The heart is at risk whenever people are put on verapamil. This is because it may induce abnormal and dangerous heart rhythms. It is therefore important to check the electrocardiogram (ECG) of people on verapamil. Guidelines suggest checking the ECG before starting, 10 days after starting, and before each dose increment. It was therefore disconcerting that a recent study, published in the journal Neurology, found that 40% of people on verapamil never had any form of heart monitoring. The paper, titled electrocardiographic abnormalities in patients with cluster headache on verapamil therapy, is an audit of >200 people with cluster headaches on high dose verapamil. In those who had cardiac monitoring, the authors found ECG abnormalities in more than 50%, some very significant and life threatening. A similar finding was reported in an older study published in the Journal of Headache and Pain, titled cardiac safety in cluster headache patients using the very high dose of verapamil (≥720 mg/day). Worrying!Time to take ECG monitoring more seriously in people on verapamil.
C. New preventative drug options
Besides verapamil, there are many other options for cluster headache prevention. The list is quite long, and this is the case whenever we are uncertain of what else really works. That is why I was relieved to see a recent guideline on treatment of cluster headaches touting new evidence to guide neurologists. Published in the journal Headache, it is titled Treatment of Cluster Headache: The American Headache Society Evidence-Based Guidelines. This guideline establishes that lithium is effective in preventing cluster headache, but valproate is probably ineffective. More importantly, the guidelines introduce new effective preventative agents such as civamide nasal spray, melatonin, and warfarin. For transitional prevention, occipital nerve injection comes through with glowing tributes. Progress, surely!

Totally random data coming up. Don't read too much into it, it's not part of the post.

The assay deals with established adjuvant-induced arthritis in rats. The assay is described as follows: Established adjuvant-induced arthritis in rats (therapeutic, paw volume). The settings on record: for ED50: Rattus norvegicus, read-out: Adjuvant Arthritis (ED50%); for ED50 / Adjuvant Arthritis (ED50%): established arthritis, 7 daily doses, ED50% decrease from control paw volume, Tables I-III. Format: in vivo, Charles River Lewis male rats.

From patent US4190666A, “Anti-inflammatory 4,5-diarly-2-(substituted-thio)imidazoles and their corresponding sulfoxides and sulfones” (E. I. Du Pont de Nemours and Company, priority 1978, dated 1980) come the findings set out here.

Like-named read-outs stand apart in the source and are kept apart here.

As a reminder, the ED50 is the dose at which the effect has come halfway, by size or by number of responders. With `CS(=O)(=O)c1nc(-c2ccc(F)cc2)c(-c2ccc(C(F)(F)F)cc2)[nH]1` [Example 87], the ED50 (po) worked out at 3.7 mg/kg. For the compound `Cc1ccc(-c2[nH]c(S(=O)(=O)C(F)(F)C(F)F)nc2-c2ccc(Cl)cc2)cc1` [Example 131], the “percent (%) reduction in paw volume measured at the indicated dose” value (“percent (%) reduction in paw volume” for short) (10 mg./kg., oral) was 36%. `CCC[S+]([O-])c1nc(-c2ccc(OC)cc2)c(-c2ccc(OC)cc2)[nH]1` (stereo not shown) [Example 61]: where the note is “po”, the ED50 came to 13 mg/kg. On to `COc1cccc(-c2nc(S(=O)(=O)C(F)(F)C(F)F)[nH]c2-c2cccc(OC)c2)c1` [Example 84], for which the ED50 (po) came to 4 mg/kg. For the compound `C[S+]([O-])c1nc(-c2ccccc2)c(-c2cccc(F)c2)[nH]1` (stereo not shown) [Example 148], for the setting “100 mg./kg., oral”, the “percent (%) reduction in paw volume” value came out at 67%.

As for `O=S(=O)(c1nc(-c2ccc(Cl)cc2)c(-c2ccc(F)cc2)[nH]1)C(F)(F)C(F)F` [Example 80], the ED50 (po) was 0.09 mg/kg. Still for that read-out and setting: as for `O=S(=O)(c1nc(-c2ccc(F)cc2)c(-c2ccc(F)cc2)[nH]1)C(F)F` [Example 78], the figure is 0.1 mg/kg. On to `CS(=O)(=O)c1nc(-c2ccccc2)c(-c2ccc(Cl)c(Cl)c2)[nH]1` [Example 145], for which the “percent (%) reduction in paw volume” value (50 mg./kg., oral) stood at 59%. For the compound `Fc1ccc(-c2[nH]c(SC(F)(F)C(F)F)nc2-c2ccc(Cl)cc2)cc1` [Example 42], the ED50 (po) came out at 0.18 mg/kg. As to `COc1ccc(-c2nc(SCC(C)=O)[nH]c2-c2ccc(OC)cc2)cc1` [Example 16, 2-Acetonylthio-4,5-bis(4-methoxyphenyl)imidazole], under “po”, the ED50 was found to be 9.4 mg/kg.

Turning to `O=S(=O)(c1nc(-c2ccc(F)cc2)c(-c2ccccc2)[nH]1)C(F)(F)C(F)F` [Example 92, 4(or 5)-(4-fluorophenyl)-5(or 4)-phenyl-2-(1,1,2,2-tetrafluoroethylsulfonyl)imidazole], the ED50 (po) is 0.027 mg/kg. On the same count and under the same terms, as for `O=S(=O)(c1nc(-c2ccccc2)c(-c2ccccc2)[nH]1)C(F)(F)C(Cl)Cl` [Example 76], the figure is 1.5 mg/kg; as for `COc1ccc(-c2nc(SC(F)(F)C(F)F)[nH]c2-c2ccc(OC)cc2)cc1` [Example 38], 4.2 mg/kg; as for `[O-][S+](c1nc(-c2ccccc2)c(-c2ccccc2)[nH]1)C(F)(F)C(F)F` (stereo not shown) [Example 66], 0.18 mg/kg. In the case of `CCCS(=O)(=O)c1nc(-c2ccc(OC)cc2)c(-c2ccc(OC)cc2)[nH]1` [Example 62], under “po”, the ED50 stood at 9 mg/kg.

D. Neurostimulation for cluster headache
It is no longer surprising to find neurostimulation cropping up in the treatment of any neurological disorder. And cluster headache is no exception. The most effective agent, according to the latest guidelines, is sphenopalatine ganglion stimulation. It now ranks very high in the acute treatment of cluster headache, even if less effective than the good old, conventional acute treatments which are subcutaneous sumatriptan, intransal zolmitriptan, and 100% oxygen. Neurostimulation is also likely to play a future preventative role in cluster headaches, and the candidates here are invasive and non-invasivevagus nerve stimulation. We are waiting with bated breaths!
Neurologists breathe guidelines. And they churn them out at a breathtaking pace. It is extremely difficult keeping up with what’s in, what’s out, and what’s back in again! Often the new guidelines add nothing new, or the important points are buried in sheafs of text justifying the guidelines.
But we can’t get away from them. How then do neurologists keep up, short of becoming paranoid? By becoming obsessive! In developing neurochecklists I had no idea keeping up with the guidelines would be a challenging task because they are released in quick succession. I have looked back to see which are the latest practical guidelines, released in the last 12 months or so. Here they are by disease… but be quick before the guideline-masters revise them…again!